In 1989when he was still a deputy, Lula ran for office for the first time in the presidency. It already enjoyed great popularity in Brazilian society, but was much feared by businessmen and bankers. As a result, he was targeted by the media (the very famous presidential debate against Collor de Mello, heavily censored by Rede Globo), and penalized by some fraud during the elections. Lula decided not to run again for the seat of deputy in 1990, preferring to work on improving the organization of the PT in the country. In 1992 Lula participated in the campaign to oust President Fernando Collor de Mello, who had defeated him in 1989 after a series of scandals related to public funding. Lula became President on October 27, 2002, after winning the ballot against the center candidate José Serra of the Brazilian Social Democracy Party (PSDB)., In the ballot, with 61% of the votes; he got 52.4 million votes, the highest number of votes in Brazil’s recent democratic history. He took office on January 1, 2003. On October 29, 2006, Lula was reconfirmed as president, with over 60% of the votes in the ballot, defeating PSDB candidate Geraldo Alckmin.

Twice president

During the two mandates, thanks to new welfare policies, millions of Brazilians have significantly improved their living conditions. The Brazilian middle class thus reached 54% of the population in 2013 when his daughter Rousseff succeeded him as president. The Programa Bolsa Família, the enlargement of the Single Health System (Sus) and the Brasil Sem Miseria (Brazil without poverty) program, which provides subsidies to millions of families, have helped to save millions of people from hunger and destitution. The United Nations Human Development Index thus increased by 36% in 2013 compared to 1980. Together with projects such as Fome Zero – Zero Hunger- and Bolsa Família, the flagship program of the Lula administration was the Programa de Aceleração do Crescimento (PAC, Growth Acceleration Program) which provided for the modernization of roads and railways, the simplification and reduction of taxation and the modernization of the country’s energy production. The goal was to strengthen Brazil’s infrastructure and, consequently, stimulate the private sector and create more jobs. The money committed to this program was estimated to be around 500 billion reals (over $ 250 billion) over four years.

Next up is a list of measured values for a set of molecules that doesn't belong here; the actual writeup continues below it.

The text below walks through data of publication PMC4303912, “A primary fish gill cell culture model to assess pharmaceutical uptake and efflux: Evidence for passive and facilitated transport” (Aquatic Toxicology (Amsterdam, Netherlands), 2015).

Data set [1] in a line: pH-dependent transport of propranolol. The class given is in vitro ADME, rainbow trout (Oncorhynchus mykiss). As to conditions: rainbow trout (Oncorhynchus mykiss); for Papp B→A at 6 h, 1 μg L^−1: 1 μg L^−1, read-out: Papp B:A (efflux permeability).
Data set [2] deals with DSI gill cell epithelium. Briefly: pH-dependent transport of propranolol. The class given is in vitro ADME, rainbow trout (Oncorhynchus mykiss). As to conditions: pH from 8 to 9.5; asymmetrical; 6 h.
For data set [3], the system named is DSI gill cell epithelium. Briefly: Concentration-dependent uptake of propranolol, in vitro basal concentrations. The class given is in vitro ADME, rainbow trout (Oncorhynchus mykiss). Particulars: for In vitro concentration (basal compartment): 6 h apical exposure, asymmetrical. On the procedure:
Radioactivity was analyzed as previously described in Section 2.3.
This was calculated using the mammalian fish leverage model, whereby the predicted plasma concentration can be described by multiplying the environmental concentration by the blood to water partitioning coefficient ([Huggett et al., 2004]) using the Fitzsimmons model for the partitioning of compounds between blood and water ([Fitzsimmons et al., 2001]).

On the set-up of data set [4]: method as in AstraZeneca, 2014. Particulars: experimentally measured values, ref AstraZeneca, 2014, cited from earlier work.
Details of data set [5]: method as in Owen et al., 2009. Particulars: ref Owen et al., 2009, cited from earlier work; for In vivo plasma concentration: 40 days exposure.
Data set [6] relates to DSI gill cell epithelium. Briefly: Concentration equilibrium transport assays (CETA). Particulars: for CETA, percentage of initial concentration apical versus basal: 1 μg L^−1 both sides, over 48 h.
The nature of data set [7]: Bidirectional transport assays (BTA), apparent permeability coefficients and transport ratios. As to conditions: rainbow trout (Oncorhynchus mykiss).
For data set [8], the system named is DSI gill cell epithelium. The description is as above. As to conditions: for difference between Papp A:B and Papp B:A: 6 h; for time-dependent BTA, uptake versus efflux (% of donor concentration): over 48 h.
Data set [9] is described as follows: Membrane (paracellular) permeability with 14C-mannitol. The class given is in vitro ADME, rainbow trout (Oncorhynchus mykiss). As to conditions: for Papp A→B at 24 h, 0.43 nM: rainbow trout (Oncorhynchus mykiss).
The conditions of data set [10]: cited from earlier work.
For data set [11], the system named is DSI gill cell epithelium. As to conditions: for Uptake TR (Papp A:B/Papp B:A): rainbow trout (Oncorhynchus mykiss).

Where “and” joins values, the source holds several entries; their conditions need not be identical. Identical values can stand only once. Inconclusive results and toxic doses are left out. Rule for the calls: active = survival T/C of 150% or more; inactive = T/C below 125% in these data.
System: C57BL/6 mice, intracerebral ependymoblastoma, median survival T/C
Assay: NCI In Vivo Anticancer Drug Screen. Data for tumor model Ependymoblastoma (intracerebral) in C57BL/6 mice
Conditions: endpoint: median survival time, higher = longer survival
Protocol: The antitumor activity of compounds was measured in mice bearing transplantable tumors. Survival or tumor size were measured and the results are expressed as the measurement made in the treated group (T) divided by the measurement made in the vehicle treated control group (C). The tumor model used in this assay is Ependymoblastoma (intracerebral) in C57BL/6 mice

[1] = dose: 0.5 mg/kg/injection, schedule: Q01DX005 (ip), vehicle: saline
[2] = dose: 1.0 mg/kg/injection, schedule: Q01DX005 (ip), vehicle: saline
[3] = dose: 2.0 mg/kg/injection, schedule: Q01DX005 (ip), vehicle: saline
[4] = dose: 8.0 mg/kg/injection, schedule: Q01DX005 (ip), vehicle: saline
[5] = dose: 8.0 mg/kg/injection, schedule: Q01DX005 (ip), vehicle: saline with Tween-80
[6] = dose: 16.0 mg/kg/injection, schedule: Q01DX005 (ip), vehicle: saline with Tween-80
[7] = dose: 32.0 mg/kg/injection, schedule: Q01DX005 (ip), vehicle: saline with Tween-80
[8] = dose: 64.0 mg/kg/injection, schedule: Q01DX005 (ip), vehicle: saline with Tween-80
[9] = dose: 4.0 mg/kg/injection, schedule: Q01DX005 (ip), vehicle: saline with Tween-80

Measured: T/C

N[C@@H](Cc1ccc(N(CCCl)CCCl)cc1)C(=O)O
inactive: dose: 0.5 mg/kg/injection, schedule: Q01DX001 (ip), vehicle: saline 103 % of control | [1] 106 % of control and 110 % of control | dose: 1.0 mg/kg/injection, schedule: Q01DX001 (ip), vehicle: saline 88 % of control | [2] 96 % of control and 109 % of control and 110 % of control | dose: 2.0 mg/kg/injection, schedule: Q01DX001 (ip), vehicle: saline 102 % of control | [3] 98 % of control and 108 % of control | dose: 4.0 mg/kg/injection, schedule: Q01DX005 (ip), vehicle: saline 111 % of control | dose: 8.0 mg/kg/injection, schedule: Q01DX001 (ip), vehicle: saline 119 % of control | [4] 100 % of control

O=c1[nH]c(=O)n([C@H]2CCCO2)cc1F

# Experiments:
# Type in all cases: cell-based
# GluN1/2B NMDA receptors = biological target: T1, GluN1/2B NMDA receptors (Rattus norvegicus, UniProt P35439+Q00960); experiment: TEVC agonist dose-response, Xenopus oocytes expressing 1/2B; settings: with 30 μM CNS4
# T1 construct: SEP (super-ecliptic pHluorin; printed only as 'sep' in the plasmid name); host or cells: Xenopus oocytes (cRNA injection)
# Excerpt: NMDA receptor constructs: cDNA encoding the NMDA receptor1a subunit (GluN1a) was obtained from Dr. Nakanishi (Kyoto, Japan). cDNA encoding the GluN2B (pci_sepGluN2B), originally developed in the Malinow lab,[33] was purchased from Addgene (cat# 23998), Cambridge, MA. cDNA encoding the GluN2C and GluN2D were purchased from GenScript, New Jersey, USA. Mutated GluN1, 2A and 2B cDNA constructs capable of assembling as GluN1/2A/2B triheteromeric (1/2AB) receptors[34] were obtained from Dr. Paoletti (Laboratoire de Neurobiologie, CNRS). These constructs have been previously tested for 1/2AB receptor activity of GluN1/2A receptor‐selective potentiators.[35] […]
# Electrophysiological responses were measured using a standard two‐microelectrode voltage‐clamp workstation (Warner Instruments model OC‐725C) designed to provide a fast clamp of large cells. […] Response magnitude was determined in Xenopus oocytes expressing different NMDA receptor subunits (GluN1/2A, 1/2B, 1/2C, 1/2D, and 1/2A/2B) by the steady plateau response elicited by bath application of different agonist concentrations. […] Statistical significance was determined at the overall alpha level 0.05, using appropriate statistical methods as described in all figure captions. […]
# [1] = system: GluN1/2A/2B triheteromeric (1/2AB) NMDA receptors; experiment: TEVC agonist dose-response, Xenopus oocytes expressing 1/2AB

Lula and his governing group renewed all agreements with the International Monetary Fund, signed when Argentina defaulted in 2001. His government achieved a satisfactory primary budget balance in the first two years, as stipulated in the agreement with the IMF, exceeding the target for the third year. By the end of 2005, the government had fully repaid its debt to the IMF, two years ahead of schedule.

The judicial plot

In 2016 Lula is involved in the Operação Lava Jato (Operation Car Wash), accused of having received money from the Petrobras oil industry, as well as business favors, such as building a ranch and beachfront apartment.[3 La presidente Dilma Rousseff  tentò di nominare Lula ministro, secondo alcuni per sottrarlo all’inchiesta, ma la Corte suprema bloccò l’operazione. Il 4 marzo 2016 è stato fermato e interrogato per tre ore nell’ambito di un’inchiesta sui rapporti con Petrobras: Lula  respinse tutte le accuse. Dopo un anno, Lula è stato ritenuto colpevole di aver accettato tangenti del valore di 3,7 milioni di reais (1,2 milioni di dollari), venendo condannato il 12 luglio 2017 dal giudice Sérgio Moro, in primo grado, a nove anni e mezzo di prigione,[3ma rimanendo libero in attesa dell’appello. Poi, in secondo grado la pena è stata aumentata a 12 anni] and the Supreme Court rejected his appeal against the provisional enforceability of the sentence.

On 7 April 2018, after giving a speech in front of the Metallurgical Workers’ Union, Lula spontaneously surrenders to the Federal Police and is taken to Curitiba to serve the sentence imposed on him. According to the polls, Lula could have largely won the presidential elections, then won by the right-wing candidate Jair Bolsonaro recycling.

On November 8, 2019 he was released after 580 days of imprisonment: the decision of the Supreme Court has determined that the accused whose guilt has not yet been established can remain at liberty until the final decision.

Finally, on 7 March 2021 he is acquitted of all charges by the Supreme Federal Court of Brazil, thus returning eligible and regaining his political rights.

On the cover a photo of Lula as president (cropped)

Brazil: the return of Lula